MS: We have been coordinating with our theater department for the last eight years with John Blondell being our primary stage director all that time, which came out of his interest in producing opera. But he was on sabbatical this semester and when COVID hit their season completely went up in the air and the theater department was unable to collaborate. But we didn’t want to let the opera tradition go dormant even in a year like this. I made a lot of inquiries to potential directors, and Christina was one from the very beginning. She’s a distinguished alum of the college, was a music major and a literary arts criticism major, and worked with the theater department and then went on to get her advanced degree at Harvard in dramaturgy. I thought, what a perfect match. Plus, she was available.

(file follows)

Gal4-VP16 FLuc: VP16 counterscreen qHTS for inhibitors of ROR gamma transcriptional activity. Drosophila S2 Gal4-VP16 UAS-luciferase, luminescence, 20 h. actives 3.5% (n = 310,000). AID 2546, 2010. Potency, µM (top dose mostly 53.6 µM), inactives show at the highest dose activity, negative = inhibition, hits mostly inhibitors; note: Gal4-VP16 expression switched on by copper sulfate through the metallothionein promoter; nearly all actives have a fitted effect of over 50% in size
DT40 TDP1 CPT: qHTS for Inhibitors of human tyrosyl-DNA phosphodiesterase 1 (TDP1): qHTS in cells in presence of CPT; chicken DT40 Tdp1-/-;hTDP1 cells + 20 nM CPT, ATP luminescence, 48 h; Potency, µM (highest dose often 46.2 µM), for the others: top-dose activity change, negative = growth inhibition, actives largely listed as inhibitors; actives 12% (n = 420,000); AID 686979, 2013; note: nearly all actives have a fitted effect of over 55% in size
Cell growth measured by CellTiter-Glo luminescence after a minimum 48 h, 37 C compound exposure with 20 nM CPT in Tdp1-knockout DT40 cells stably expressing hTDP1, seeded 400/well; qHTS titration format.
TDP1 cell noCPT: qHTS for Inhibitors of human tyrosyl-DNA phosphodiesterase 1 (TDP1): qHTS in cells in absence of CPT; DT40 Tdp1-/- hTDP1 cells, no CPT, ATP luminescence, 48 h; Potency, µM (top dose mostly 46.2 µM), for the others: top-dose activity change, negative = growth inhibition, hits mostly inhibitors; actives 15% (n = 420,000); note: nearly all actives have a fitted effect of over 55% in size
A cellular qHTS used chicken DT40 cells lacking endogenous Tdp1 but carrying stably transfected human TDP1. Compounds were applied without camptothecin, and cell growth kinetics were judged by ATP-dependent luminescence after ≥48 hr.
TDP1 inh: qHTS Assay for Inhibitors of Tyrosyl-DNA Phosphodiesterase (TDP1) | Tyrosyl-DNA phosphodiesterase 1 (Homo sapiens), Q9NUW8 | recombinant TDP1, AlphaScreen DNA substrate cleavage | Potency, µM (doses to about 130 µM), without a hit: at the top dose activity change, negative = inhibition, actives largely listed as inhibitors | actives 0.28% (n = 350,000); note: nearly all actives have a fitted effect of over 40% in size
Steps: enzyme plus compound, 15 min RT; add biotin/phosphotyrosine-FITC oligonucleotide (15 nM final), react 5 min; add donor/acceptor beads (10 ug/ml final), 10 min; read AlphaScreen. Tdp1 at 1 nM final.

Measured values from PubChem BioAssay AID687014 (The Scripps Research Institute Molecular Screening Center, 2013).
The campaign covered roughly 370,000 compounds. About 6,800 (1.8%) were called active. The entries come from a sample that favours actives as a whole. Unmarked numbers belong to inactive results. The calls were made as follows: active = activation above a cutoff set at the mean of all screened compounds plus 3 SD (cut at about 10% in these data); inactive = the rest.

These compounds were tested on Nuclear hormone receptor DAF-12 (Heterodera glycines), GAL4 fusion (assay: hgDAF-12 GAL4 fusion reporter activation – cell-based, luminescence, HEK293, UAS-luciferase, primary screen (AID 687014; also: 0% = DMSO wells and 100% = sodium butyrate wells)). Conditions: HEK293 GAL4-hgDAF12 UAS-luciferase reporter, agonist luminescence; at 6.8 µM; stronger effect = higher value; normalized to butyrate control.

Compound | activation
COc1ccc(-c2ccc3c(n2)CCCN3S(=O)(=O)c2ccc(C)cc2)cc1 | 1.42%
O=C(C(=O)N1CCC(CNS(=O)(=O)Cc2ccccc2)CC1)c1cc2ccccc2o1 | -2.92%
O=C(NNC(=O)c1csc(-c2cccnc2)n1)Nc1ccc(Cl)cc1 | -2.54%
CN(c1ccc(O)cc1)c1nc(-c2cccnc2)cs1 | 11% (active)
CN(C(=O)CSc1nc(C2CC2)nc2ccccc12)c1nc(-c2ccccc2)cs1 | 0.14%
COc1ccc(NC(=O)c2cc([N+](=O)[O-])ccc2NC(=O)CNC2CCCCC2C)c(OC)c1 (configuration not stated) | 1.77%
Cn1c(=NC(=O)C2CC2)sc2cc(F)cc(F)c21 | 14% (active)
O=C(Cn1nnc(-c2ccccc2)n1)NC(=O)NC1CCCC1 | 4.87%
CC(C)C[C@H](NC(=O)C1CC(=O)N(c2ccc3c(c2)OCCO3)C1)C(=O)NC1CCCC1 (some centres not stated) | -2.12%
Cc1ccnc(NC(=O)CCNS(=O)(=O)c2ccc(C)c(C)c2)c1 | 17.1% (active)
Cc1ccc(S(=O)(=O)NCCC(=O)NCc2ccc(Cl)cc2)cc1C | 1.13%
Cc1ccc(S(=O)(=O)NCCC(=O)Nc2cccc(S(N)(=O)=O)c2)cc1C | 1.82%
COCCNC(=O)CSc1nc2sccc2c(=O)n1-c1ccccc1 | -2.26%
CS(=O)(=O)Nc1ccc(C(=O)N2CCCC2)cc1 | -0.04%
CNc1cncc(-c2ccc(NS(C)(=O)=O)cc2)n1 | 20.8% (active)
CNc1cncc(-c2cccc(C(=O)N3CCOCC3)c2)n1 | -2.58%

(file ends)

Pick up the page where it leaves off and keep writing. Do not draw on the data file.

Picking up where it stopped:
Christina, how did your time here at Westmont shape the way your career has gone, your trajectory, or even your view of life?
CJ: It’s funny you should ask that because my very first director job was with Dr. Shasberger in my senior year. When I heard that I was supposed to stage direct the musical and I must have looked like a deer in the headlights. But Michael took me under his wing and helped me all the way along through the process. It was quite a wonderful awakening in my soul, for a calling that God had provided for me. And after I continued on in my studies when I came back from Harvard, I pursued a career in directing and I haven’t looked back since. So it’s been a real treat for me to come back to Westmont and work with Michael again, and to get a sense of grounding. I think that we work in a similar manner and it’s wonderful to have a collaborative partner that thinks the way you do. So from my end, it was a fairly seamless collaboration, and an absolute joy to do.